Political science is defined as “the systematic study of governance, the state, its organs and its institutions”.¹ The modern discipline has since broadened into a multidisciplinary field that includes the study of all societal and even psychological factors that influence the state. This field includes and is influenced by contributions from psychologists, geographers, historians, economists, sociology and cultural studies.
Most famous classical political scientists were experts in other fields, applying that expertise to political science. This demonstrates the interdisciplinary nature of political research. These classic thinkers include famous philosopher Thomas Hobbes, Scottish economist Adam Smith, mathematician and philosopher Auguste Comte and French historian Alexis de Tocqueville.¹
There are an infinite amount of overlapping and interrelated subfields within political science. These include domestic politics, comparative politics, international relations, political theory, public administration, public law and constitutions and public policy.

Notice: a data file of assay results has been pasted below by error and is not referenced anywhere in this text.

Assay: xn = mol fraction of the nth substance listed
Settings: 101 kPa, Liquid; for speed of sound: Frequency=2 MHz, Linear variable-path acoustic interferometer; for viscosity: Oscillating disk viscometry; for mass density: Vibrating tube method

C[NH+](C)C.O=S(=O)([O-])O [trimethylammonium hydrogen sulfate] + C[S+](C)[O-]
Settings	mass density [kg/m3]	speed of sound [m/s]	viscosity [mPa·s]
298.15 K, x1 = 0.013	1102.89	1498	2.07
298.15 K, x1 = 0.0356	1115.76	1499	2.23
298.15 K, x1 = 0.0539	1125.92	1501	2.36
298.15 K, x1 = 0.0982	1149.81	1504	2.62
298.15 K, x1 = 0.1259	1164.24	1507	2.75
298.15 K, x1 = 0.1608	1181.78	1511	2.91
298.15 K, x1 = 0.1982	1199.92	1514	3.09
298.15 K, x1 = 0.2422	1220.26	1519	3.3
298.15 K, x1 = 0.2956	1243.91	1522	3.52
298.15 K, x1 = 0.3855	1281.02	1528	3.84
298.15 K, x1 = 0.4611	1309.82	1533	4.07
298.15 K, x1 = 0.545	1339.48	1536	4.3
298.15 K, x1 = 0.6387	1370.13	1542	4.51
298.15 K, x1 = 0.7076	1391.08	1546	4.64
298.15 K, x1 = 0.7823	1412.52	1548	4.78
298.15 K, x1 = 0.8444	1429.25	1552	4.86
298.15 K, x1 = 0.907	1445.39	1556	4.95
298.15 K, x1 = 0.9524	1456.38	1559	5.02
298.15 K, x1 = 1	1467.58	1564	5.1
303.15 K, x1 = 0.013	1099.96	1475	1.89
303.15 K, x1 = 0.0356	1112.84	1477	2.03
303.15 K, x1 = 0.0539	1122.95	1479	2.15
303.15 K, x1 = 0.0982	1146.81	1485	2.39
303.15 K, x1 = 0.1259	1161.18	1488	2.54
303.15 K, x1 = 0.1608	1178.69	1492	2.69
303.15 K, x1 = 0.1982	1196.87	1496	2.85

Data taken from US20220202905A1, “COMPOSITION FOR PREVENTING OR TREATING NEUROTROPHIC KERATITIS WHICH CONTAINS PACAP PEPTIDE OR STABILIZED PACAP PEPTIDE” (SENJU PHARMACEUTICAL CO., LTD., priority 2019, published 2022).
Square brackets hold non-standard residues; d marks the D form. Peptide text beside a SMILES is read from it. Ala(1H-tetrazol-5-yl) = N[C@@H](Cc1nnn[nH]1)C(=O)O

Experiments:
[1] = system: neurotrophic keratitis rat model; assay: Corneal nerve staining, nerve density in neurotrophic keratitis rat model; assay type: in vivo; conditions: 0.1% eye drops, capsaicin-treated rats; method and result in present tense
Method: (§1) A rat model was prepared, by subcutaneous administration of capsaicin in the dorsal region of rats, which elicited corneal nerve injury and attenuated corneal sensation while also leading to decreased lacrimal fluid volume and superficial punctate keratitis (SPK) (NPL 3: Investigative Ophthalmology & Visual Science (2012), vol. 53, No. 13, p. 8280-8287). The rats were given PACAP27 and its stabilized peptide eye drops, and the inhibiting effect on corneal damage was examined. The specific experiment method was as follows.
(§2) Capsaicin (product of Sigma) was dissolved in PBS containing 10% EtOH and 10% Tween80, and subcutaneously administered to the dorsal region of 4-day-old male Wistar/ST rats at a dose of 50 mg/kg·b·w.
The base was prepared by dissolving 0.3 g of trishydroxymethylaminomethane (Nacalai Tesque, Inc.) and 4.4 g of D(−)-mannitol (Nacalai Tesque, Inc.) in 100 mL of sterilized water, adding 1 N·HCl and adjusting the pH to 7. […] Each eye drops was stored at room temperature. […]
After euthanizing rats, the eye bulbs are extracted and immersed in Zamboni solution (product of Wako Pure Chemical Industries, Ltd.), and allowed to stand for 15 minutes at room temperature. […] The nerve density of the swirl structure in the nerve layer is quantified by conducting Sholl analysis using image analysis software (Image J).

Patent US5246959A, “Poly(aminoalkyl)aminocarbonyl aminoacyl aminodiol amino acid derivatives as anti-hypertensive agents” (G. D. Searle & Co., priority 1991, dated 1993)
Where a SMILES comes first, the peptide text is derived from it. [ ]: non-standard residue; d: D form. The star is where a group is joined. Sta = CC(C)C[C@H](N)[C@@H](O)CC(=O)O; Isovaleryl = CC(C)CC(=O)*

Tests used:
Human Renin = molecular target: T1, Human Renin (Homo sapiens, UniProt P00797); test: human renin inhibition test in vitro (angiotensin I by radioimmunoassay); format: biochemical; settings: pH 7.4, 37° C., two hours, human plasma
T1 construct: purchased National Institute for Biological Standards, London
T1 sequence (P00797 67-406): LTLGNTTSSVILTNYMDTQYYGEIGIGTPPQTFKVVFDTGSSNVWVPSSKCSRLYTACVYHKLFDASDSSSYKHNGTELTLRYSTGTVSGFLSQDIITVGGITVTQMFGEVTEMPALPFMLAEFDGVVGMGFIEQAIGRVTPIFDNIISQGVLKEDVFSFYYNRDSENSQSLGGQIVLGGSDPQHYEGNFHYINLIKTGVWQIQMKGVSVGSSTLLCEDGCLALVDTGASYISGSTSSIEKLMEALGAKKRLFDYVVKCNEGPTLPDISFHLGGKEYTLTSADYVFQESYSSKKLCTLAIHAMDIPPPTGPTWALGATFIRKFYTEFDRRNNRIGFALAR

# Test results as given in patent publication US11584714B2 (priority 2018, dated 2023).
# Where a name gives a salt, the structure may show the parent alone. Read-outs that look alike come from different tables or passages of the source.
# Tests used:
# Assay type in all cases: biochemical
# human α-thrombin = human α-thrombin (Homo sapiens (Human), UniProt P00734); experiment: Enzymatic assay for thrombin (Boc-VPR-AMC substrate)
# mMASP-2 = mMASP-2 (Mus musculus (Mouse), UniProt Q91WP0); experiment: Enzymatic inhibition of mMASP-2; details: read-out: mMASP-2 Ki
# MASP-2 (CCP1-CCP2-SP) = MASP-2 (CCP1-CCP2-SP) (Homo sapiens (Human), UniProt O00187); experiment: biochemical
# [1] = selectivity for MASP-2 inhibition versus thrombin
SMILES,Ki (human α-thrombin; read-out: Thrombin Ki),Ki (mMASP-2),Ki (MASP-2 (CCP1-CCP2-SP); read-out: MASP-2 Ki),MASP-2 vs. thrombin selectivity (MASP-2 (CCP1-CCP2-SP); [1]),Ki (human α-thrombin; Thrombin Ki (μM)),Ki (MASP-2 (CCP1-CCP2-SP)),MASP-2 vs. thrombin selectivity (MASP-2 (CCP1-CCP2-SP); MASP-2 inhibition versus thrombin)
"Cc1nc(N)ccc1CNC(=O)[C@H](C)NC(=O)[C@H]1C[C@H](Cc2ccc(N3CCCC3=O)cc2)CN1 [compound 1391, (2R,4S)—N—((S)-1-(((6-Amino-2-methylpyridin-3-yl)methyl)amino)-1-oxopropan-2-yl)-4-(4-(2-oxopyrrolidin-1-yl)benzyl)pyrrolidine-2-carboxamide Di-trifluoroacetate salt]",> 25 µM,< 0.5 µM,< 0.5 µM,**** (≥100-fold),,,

The history of many countries is often measured by alongside both the evolution of its state, shifts in governing power and major political events. Studying political science is integral to understanding what led to a nation or community’s current state and in creating policy that will aid in driving it down the path it hopes for. The discipline is important as most modern policy makers are informed through the methodology of political science.
Consult this section of BrainMass for solutions regarding different forms of governance, voting systems and how governance shapes nations and and the world.
1. Political Science. Retrieved from http://www.britannica.com/EBchecked/topic/467721/political-science
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